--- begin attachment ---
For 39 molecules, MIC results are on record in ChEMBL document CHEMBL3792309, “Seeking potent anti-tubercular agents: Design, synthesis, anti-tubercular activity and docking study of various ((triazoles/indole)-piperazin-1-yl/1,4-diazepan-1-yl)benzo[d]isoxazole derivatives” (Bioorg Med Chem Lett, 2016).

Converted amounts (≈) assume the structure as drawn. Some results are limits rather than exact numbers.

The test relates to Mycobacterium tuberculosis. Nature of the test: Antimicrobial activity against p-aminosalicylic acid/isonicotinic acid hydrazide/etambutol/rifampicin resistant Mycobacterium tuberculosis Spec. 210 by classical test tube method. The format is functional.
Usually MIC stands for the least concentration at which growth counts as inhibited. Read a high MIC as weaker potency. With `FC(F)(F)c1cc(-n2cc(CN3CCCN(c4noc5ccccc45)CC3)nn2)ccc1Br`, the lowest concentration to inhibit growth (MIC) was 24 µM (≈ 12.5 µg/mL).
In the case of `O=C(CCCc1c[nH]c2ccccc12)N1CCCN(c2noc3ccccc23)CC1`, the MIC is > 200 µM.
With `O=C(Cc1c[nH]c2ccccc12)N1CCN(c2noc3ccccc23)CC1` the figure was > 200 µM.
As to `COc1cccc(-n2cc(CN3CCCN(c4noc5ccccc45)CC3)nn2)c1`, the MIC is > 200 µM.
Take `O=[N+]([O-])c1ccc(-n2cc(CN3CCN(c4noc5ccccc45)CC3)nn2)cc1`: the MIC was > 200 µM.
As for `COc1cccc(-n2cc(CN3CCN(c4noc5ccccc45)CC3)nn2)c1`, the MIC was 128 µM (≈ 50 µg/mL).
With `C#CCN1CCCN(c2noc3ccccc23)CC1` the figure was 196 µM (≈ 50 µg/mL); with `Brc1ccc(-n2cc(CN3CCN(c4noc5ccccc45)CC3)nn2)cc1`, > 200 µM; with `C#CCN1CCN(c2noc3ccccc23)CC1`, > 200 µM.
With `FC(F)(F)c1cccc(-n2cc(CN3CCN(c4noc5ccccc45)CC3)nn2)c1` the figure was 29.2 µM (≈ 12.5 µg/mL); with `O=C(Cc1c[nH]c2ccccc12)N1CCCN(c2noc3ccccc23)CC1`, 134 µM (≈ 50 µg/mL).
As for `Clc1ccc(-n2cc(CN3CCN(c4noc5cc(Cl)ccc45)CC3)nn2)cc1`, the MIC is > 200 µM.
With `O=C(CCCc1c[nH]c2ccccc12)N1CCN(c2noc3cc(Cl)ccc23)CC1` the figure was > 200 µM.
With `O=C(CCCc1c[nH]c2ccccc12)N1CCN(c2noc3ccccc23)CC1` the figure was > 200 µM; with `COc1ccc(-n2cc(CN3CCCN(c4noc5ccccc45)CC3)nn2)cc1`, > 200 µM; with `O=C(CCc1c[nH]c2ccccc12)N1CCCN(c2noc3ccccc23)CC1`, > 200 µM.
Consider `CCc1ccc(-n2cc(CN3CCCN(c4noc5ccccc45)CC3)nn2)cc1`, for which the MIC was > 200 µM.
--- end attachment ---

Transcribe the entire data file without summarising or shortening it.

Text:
For 39 molecules, MIC results are on record in ChEMBL document CHEMBL3792309, “Seeking potent anti-tubercular agents: Design, synthesis, anti-tubercular activity and docking study of various ((triazoles/indole)-piperazin-1-yl/1,4-diazepan-1-yl)benzo[d]isoxazole derivatives” (Bioorg Med Chem Lett, 2016).

Converted amounts (≈) assume the structure as drawn. Some results are limits rather than exact numbers.

The test relates to Mycobacterium tuberculosis. Nature of the test: Antimicrobial activity against p-aminosalicylic acid/isonicotinic acid hydrazide/etambutol/rifampicin resistant Mycobacterium tuberculosis Spec. 210 by classical test tube method. The format is functional.
Usually MIC stands for the least concentration at which growth counts as inhibited. Read a high MIC as weaker potency. With `FC(F)(F)c1cc(-n2cc(CN3CCCN(c4noc5ccccc45)CC3)nn2)ccc1Br`, the lowest concentration to inhibit growth (MIC) was 24 µM (≈ 12.5 µg/mL).
In the case of `O=C(CCCc1c[nH]c2ccccc12)N1CCCN(c2noc3ccccc23)CC1`, the MIC is > 200 µM.
With `O=C(Cc1c[nH]c2ccccc12)N1CCN(c2noc3ccccc23)CC1` the figure was > 200 µM.
As to `COc1cccc(-n2cc(CN3CCCN(c4noc5ccccc45)CC3)nn2)c1`, the MIC is > 200 µM.
Take `O=[N+]([O-])c1ccc(-n2cc(CN3CCN(c4noc5ccccc45)CC3)nn2)cc1`: the MIC was > 200 µM.
As for `COc1cccc(-n2cc(CN3CCN(c4noc5ccccc45)CC3)nn2)c1`, the MIC was 128 µM (≈ 50 µg/mL).
With `C#CCN1CCCN(c2noc3ccccc23)CC1` the figure was 196 µM (≈ 50 µg/mL); with `Brc1ccc(-n2cc(CN3CCN(c4noc5ccccc45)CC3)nn2)cc1`, > 200 µM; with `C#CCN1CCN(c2noc3ccccc23)CC1`, > 200 µM.
With `FC(F)(F)c1cccc(-n2cc(CN3CCN(c4noc5ccccc45)CC3)nn2)c1` the figure was 29.2 µM (≈ 12.5 µg/mL); with `O=C(Cc1c[nH]c2ccccc12)N1CCCN(c2noc3ccccc23)CC1`, 134 µM (≈ 50 µg/mL).
As for `Clc1ccc(-n2cc(CN3CCN(c4noc5cc(Cl)ccc45)CC3)nn2)cc1`, the MIC is > 200 µM.
With `O=C(CCCc1c[nH]c2ccccc12)N1CCN(c2noc3cc(Cl)ccc23)CC1` the figure was > 200 µM.
With `O=C(CCCc1c[nH]c2ccccc12)N1CCN(c2noc3ccccc23)CC1` the figure was > 200 µM; with `COc1ccc(-n2cc(CN3CCCN(c4noc5ccccc45)CC3)nn2)cc1`, > 200 µM; with `O=C(CCc1c[nH]c2ccccc12)N1CCCN(c2noc3ccccc23)CC1`, > 200 µM.
Consider `CCc1ccc(-n2cc(CN3CCCN(c4noc5ccccc45)CC3)nn2)cc1`, for which the MIC was > 200 µM.